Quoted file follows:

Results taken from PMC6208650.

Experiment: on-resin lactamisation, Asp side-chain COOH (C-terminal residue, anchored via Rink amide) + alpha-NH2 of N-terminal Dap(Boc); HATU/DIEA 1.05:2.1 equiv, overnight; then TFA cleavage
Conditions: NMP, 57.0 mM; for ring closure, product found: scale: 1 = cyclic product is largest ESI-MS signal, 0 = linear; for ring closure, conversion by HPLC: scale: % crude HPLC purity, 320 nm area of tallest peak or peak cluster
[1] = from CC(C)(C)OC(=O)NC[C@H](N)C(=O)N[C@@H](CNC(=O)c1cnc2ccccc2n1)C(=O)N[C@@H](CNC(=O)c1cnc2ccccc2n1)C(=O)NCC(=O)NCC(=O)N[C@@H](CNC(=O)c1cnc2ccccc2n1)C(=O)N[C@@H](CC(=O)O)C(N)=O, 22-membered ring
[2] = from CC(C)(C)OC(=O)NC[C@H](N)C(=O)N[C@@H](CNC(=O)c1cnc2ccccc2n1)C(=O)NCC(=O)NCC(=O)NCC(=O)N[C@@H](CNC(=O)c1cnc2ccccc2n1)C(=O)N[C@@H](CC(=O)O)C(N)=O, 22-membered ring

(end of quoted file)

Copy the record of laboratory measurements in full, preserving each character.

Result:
Results taken from PMC6208650.

Experiment: on-resin lactamisation, Asp side-chain COOH (C-terminal residue, anchored via Rink amide) + alpha-NH2 of N-terminal Dap(Boc); HATU/DIEA 1.05:2.1 equiv, overnight; then TFA cleavage
Conditions: NMP, 57.0 mM; for ring closure, product found: scale: 1 = cyclic product is largest ESI-MS signal, 0 = linear; for ring closure, conversion by HPLC: scale: % crude HPLC purity, 320 nm area of tallest peak or peak cluster
[1] = from CC(C)(C)OC(=O)NC[C@H](N)C(=O)N[C@@H](CNC(=O)c1cnc2ccccc2n1)C(=O)N[C@@H](CNC(=O)c1cnc2ccccc2n1)C(=O)NCC(=O)NCC(=O)N[C@@H](CNC(=O)c1cnc2ccccc2n1)C(=O)N[C@@H](CC(=O)O)C(N)=O, 22-membered ring
[2] = from CC(C)(C)OC(=O)NC[C@H](N)C(=O)N[C@@H](CNC(=O)c1cnc2ccccc2n1)C(=O)NCC(=O)NCC(=O)NCC(=O)N[C@@H](CNC(=O)c1cnc2ccccc2n1)C(=O)N[C@@H](CC(=O)O)C(N)=O, 22-membered ring